I arrived in Trinidad full of expectation. It is the land of my birth, but it is not my home. I haven't actually lived there for about 40 years. I have travelled to and fro, spent extended periods there, and have maintained family relations and friendships. Yet, after the despondency of the Antigua experience which I wrote about last week, I hoped that Trinidad would lift my spirits.
I left after six days with the newspaper headlines of Monday 15 May screaming before my eyes: the Guardian, a local daily of the old colonial period, stated: "Father chopped to death by his neighbour." The Express of the same date said: "Sons see dad die." And Newsday, the youngest of the three papers, told us that a government minister's secretary had committed suicide after being jilted and that there was another murder after a gambling dispute.
Then there was the cousin I visited the day before I left. I had been told that he was ill, and I could see that he was dying of cancer. Unlike me, he had stayed at home and worked in the oil industry from the age of 17, and later in the natural gas industry. He inhaled gases containing poisons of every kind, he told me. Now, a relatively young man, he is close to death, as are several of his fellow workers. Health and safety have been disregarded for profit.
The final seal on my visit - the purpose of which was to make a television series about the Caribbean - came when my producer, on signing the crew out of the hotel, discovered there was no change in the till because bandits had dropped in earlier and robbed the receptionist at gunpoint.
Trinidad is falling apart. All the genies are out of the bottle. More than any other Caribbean country, it is being drawn into this globalisation fashion. Only recently, BP Amoco invested millions in the economy to exploit huge reserves of natural gas. Several downstream activities flow from this. Oil prices are rising gloriously and Trinidad exports the stuff. More money comes into the country via the transatlantic drugs trade.
But these heady riches are not spread evenly among the population. Trinidad is a divided society. The Indians, formerly marginalised, have been brought into the mainstream by a government that is now almost all Indian. They get the benefits of the new wealth, while the urban African population believes that it has been abandoned. In the working-class community from which I come, scores of people, young and old, are reduced to mendicants. The two tribes stare at each other in a murderous gaze. The tensions are high.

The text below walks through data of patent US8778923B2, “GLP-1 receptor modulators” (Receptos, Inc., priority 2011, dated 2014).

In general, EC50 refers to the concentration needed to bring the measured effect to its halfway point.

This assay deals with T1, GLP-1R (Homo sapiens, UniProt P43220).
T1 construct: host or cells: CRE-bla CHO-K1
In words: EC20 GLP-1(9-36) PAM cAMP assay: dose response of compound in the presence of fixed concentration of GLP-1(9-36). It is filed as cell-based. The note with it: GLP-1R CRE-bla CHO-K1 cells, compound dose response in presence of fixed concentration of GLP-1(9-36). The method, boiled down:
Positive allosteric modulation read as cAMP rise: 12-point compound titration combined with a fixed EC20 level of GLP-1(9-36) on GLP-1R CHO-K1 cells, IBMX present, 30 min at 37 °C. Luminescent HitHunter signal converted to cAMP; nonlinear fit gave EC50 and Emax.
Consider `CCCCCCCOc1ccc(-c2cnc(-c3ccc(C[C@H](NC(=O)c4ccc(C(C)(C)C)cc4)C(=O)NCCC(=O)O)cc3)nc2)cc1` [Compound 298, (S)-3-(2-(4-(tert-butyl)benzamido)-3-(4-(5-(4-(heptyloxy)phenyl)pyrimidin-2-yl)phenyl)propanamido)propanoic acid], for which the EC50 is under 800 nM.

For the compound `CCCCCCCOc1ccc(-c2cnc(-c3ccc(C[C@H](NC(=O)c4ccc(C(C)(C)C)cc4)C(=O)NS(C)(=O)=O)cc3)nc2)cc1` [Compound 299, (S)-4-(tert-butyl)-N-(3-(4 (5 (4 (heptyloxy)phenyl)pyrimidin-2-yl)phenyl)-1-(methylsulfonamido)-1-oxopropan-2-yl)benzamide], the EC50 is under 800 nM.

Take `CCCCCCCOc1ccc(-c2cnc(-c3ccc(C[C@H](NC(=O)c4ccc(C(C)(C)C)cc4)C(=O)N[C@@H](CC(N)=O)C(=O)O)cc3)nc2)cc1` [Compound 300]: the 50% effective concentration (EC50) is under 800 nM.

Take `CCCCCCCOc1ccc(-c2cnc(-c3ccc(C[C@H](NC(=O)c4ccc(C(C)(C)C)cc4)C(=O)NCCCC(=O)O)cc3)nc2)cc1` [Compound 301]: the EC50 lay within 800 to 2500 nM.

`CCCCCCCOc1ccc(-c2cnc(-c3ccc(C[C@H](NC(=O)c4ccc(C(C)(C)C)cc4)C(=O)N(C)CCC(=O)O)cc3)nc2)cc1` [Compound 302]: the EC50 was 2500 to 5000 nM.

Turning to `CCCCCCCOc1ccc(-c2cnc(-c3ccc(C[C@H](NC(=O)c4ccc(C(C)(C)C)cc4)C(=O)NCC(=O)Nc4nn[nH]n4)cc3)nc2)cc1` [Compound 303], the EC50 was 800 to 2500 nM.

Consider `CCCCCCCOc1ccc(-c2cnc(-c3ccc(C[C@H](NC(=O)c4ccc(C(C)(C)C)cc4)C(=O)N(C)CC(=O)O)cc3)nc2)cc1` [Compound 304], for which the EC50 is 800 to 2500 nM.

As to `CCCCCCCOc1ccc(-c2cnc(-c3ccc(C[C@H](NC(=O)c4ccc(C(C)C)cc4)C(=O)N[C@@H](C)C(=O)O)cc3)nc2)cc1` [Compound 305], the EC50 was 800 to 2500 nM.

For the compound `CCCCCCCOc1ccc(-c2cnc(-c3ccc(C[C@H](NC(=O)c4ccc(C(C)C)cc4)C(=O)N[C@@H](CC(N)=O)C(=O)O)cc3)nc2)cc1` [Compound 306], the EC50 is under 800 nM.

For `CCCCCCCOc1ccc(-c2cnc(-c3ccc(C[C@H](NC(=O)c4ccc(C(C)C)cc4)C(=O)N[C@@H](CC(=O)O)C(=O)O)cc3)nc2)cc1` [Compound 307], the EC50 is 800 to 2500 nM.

There is very little by the way of public health. If a government minister suffers from a slight migraine, he is off to New York or London for treatment, and his departure is splashed across the front of the daily newspaper. Talk about in-your-face.
Day after day, the rulers parade their wealth. The family gets a third car while dad promotes himself to a Mercedes Benz; mum goes to New York for a bit of shopping. So the deprived form themselves into armies of bandits who wait quietly for the sun to set before setting off on journeys of murder, rape and pillage.
Am I exaggerating? In fact, I am being the master of understatement. A certain Dr Cudgoe, who runs a tiny pro-African party organisation in Trinidad, had a visit by two gunmen to his home while he was lecturing in America. His sister was slapped about, and one of the intruders fired a gunshot into the ceiling. There has been no police investigation. And then Yasun Abu Bakr and Hassan Anymabwile, two leaders of the fundamentalist Muslims who attempted an armed insurrection ten years ago, visited the scene of the crime and announced to the public at large that they were taking over the security of the home. There you have it: an armed group substitutes itself for the police before the entire nation, and no one bats an eyelid.
As the plane lifted off at the Piarco International Airport - with the howl of pain from my sister, as we embraced in farewell, still ringing in my ears - I knew I was saying goodbye for the very last time. Only miracles in abundance can change my mind.